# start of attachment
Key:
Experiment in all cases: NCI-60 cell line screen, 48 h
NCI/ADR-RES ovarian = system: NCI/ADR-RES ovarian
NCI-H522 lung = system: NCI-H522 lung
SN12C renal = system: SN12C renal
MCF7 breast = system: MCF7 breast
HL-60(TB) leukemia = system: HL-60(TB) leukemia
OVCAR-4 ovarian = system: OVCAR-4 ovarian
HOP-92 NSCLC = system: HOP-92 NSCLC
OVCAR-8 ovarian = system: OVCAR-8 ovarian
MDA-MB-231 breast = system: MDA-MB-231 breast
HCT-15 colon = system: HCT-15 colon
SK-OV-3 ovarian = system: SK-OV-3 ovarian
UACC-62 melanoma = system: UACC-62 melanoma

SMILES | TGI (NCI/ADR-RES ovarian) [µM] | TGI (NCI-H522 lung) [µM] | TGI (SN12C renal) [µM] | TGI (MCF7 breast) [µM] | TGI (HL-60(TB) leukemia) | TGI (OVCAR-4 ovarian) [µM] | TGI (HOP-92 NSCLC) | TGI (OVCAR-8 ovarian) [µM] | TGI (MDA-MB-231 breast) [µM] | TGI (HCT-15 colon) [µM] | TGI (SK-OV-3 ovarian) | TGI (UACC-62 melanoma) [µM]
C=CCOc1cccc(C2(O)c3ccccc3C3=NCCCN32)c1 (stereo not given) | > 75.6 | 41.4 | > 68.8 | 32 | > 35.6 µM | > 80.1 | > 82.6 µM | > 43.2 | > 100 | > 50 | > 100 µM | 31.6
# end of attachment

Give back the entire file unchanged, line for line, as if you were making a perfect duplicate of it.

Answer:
Key:
Experiment in all cases: NCI-60 cell line screen, 48 h
NCI/ADR-RES ovarian = system: NCI/ADR-RES ovarian
NCI-H522 lung = system: NCI-H522 lung
SN12C renal = system: SN12C renal
MCF7 breast = system: MCF7 breast
HL-60(TB) leukemia = system: HL-60(TB) leukemia
OVCAR-4 ovarian = system: OVCAR-4 ovarian
HOP-92 NSCLC = system: HOP-92 NSCLC
OVCAR-8 ovarian = system: OVCAR-8 ovarian
MDA-MB-231 breast = system: MDA-MB-231 breast
HCT-15 colon = system: HCT-15 colon
SK-OV-3 ovarian = system: SK-OV-3 ovarian
UACC-62 melanoma = system: UACC-62 melanoma

SMILES | TGI (NCI/ADR-RES ovarian) [µM] | TGI (NCI-H522 lung) [µM] | TGI (SN12C renal) [µM] | TGI (MCF7 breast) [µM] | TGI (HL-60(TB) leukemia) | TGI (OVCAR-4 ovarian) [µM] | TGI (HOP-92 NSCLC) | TGI (OVCAR-8 ovarian) [µM] | TGI (MDA-MB-231 breast) [µM] | TGI (HCT-15 colon) [µM] | TGI (SK-OV-3 ovarian) | TGI (UACC-62 melanoma) [µM]
C=CCOc1cccc(C2(O)c3ccccc3C3=NCCCN32)c1 (stereo not given) | > 75.6 | 41.4 | > 68.8 | 32 | > 35.6 µM | > 80.1 | > 82.6 µM | > 43.2 | > 100 | > 50 | > 100 µM | 31.6